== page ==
That’s part of the reason it’s good to talk to a lawyer early on, even if the lawyer doesn’t formally come on to represent you. The idea is that a lawyer can at least say, “Look, you need to get yourself checked out.” You need to talk to a doctor and you need to fully and honestly report everything that’s bothering you. Again, it goes back to this notion that a doctor walks in the examination room says, “Hey, how you doing?” And you go, “Hey, I’m doing good.” Instead, you need to report honestly and accurately everything that has been effected by this wreck from head to toe, and you don’t want to exaggerate or maximize or turn this into something that it’s not. You speak in proportion and you report what’s hurting, and then how it hurts and how that limits you, but you make sure that you cover everything because if it’s not in the doctor’s chart note, it’s going to give the insurance defense folks something to hang their hat on.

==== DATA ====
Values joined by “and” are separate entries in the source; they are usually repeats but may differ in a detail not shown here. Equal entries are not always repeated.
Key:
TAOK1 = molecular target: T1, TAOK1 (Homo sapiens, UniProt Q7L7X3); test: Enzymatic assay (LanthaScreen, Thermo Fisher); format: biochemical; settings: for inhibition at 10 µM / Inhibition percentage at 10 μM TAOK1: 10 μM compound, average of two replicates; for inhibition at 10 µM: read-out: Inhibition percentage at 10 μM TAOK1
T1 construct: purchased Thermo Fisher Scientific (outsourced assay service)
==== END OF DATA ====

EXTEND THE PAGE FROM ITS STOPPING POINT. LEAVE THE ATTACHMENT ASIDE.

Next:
Christina Penza: What criteria does an attorney use to determine if a client has a case?
Jon Friedman: There are three issues in every personal injury claim. The first is was somebody negligent. And negligence is just a legal way of saying, “Did somebody do something they shouldn’t have done, that no reasonable person would have done, or failed to do something any reasonable person would have done?” If you have negligence, then the question becomes did that negligence, did that bad act cause injury? That is “causation”. If your answer to that is yes, then the question is: “What are the injuries?”
You need negligence, causation and injuries, and in terms of saying, “Yeah, let’s collaborate and be a partnership and I’ll come work with you,” all three issues drive a decision as to whether or not you hire a lawyer. If you have fantastic liability, clear causation, but virtually no injury, I’m happy to walk you through the process on the telephone and tell you what works, what will have the greatest impact on an insurance adjuster.